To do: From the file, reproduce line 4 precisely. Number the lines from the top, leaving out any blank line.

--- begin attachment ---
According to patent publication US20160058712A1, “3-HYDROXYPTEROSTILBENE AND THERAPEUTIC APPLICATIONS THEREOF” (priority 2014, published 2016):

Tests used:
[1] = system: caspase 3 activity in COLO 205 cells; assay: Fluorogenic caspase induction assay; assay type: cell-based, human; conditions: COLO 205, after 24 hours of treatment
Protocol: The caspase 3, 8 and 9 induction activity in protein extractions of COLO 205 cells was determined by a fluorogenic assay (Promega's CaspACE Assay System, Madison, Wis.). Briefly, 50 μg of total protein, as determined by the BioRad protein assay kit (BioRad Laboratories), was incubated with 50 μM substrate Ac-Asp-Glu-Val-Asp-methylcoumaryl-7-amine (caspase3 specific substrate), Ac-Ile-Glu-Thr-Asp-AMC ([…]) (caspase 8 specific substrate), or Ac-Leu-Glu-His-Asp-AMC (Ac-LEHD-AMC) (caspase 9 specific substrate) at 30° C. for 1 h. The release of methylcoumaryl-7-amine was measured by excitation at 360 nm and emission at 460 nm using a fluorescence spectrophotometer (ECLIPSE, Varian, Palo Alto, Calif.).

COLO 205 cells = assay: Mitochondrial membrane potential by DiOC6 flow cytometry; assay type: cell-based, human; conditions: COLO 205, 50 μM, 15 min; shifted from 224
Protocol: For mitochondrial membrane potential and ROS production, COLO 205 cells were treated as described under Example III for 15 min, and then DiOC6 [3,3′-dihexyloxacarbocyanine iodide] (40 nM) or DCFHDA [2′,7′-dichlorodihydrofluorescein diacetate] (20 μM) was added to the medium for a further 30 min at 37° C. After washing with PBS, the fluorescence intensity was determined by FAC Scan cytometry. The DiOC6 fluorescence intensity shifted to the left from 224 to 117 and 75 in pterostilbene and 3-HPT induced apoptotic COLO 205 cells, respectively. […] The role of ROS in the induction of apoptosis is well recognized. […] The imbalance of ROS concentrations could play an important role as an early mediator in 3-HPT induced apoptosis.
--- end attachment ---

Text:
Protocol: The caspase 3, 8 and 9 induction activity in protein extractions of COLO 205 cells was determined by a fluorogenic assay (Promega's CaspACE Assay System, Madison, Wis.). Briefly, 50 μg of total protein, as determined by the BioRad protein assay kit (BioRad Laboratories), was incubated with 50 μM substrate Ac-Asp-Glu-Val-Asp-methylcoumaryl-7-amine (caspase3 specific substrate), Ac-Ile-Glu-Thr-Asp-AMC ([…]) (caspase 8 specific substrate), or Ac-Leu-Glu-His-Asp-AMC (Ac-LEHD-AMC) (caspase 9 specific substrate) at 30° C. for 1 h. The release of methylcoumaryl-7-amine was measured by excitation at 360 nm and emission at 460 nm using a fluorescence spectrophotometer (ECLIPSE, Varian, Palo Alto, Calif.).